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  #93  
Old Posted Nov 15, 2007, 2:46 PM
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"two-waying" main and king should have been part of the rhvp plan then. The two way switch should be thrown at the same time as the parkway opens up.

Every day that we wait is another day of increased traffic on the parkway, and another argument by car lovers AGAINST two-waying those streets because "we need to move cars through the city". Highways have a magnetic attraction to traffic. That parkway WILL fill up. We need to act now to make it impossible for main and king to once again become the overflow routes for through traffic.
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  #94  
Old Posted Nov 15, 2007, 2:52 PM
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You'll have to wait until 2010 when King St West goes two way. After that Hamilton will have a planned out and likely construction for rapid transit along Main St, meaning a new streetscape and a plan for Main St will arise.
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  #95  
Old Posted Nov 15, 2007, 2:55 PM
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fingers crossed... i'm willing to wait. However the pessimist in me thinks 2010 is too optimistic ;-)
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  #96  
Old Posted Nov 15, 2007, 4:36 PM
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I'd be thrilled if we did that by 2010. I'd be thrilled if we did it by 3010. City hall loves the one-ways, and fast traffic. It'll be a big uphill battle to convert them regardless of how many new highways we build.
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  #97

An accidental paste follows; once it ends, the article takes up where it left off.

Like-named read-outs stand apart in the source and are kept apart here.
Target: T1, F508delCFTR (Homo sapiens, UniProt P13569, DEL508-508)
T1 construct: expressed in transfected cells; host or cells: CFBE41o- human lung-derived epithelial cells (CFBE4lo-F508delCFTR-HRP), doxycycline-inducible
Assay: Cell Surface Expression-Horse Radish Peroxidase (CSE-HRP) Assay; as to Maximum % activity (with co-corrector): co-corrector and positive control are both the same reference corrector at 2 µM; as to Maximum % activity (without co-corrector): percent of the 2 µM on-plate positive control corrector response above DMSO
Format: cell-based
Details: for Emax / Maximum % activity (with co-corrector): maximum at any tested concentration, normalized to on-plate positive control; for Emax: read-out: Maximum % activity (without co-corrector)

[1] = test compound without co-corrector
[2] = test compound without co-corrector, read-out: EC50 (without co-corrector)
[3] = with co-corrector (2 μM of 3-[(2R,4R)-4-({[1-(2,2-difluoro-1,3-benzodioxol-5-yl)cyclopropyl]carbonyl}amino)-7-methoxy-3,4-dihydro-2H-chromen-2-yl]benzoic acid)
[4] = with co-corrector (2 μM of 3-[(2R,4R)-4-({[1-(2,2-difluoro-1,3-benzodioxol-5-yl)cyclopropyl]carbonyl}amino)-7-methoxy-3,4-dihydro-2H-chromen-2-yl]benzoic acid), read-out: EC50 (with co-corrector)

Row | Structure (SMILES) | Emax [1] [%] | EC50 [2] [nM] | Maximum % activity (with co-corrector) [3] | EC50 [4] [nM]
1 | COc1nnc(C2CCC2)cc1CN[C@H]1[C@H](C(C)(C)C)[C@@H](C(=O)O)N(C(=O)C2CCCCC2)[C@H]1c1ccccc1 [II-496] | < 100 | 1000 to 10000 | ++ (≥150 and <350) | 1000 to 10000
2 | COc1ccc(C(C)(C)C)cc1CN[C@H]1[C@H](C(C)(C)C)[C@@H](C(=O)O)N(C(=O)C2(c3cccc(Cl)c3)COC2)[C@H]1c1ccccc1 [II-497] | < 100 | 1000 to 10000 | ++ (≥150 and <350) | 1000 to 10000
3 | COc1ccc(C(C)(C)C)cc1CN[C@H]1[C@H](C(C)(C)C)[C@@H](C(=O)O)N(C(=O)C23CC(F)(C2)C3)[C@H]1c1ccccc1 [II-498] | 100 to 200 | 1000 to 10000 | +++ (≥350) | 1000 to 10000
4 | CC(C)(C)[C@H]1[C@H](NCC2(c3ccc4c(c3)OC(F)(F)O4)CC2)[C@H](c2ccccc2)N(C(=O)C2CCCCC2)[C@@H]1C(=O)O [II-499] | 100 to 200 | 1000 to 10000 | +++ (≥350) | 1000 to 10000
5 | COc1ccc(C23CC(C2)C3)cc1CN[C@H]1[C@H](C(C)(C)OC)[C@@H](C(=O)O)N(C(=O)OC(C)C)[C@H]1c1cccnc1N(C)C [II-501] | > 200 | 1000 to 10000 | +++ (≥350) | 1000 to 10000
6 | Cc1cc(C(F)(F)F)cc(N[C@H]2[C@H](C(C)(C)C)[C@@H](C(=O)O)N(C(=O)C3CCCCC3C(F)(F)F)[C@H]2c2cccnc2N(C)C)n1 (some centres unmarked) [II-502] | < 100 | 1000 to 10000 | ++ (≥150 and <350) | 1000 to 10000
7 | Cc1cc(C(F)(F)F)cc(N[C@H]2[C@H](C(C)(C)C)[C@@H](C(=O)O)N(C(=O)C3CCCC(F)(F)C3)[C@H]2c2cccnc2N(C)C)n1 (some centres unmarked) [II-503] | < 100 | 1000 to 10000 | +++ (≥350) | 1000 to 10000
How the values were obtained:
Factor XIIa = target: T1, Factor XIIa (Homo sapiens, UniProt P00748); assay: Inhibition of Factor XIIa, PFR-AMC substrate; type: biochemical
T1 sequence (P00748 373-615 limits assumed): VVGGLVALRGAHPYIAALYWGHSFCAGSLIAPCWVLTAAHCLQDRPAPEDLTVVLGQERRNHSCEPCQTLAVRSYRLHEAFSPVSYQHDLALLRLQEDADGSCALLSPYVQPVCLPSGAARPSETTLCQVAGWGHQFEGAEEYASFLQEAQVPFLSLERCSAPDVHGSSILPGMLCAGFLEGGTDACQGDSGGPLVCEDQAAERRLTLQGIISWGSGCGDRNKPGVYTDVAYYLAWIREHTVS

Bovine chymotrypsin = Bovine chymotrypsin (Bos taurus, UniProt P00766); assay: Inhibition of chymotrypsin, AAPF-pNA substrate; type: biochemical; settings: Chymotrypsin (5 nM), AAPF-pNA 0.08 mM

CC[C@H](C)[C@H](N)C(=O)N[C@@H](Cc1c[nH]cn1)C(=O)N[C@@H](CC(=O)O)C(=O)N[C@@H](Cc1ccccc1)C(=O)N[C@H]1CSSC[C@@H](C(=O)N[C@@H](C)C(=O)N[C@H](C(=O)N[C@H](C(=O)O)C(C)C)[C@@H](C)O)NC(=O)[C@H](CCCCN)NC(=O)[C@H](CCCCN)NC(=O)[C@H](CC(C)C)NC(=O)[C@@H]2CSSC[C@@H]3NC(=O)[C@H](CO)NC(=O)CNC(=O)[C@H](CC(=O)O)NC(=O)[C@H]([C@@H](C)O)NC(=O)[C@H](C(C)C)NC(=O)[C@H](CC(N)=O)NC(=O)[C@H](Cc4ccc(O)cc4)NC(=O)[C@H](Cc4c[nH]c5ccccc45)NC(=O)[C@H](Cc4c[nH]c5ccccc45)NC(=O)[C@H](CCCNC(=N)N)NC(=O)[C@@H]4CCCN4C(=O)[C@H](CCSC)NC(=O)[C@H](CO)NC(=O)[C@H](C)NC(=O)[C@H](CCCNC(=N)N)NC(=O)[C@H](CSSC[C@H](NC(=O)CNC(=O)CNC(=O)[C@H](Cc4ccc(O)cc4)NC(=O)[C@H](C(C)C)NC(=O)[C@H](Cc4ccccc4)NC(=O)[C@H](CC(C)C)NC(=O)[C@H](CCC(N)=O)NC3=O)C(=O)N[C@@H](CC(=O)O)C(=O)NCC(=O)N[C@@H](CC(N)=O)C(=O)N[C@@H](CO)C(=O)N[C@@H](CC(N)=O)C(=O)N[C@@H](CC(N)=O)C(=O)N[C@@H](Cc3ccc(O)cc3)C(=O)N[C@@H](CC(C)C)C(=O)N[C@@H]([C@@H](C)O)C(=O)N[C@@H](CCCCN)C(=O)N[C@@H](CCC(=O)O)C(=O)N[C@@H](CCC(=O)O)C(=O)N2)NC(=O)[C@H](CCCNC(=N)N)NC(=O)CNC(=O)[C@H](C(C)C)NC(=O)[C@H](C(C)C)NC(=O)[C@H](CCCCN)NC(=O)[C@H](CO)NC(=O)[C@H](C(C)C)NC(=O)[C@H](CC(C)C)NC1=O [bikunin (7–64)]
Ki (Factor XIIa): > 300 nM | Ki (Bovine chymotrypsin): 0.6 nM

Old Posted Nov 15, 2007, 4:58 PM
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King St W is going two ways, that was determined like 5 years ago but we have to wait until 2010. There's even a website towards the plan.

Main St well I don't know. But by 2010 Hamilton will likely have developed a blueprint for the rapid transit. The first wave of MoveOntario 2020 cash comes in 2013, though I think Dalton bumped it to 2012 now. Also it appears on the news the federal government will make a funding commitment of 1/3 funding of MoveOntario 2020 by the end of November, part of the $33 billion Infrastructure fund.

So by having a blueprint it means Main St will have to be configured to add a transit lane and the city always like to lump everything together at the same time so Main St will likely get a new streetscape at the same time as well. This will force councilors to reevaluate Main St.
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  #98  
Old Posted Nov 15, 2007, 7:56 PM
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I think you might be right Steeltown...man, that would be great to start addressing Main St sooner, rather than later.
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  #99  
Old Posted Nov 16, 2007, 4:52 AM
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Just got back from a walk down to the Expressway at Barton. Everything is pretty much ready, the traffic lights are even working now. Looks pretty good.
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  #100  
Old Posted Nov 17, 2007, 5:36 PM
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well, today the highway is supposed to open.
Never again will anyone be able to enjoy a peaceful walk in the valley.
East Hamilton residents would be advised to pick up a copy of the hiking trail guides from the tourism office downtown if you ever have the itch to get outdoors. The west end and Dundas Valley have just been bumped up another few notches as Hamilton's most desirable areas....you can hike until your heart's content with no overhead traffic.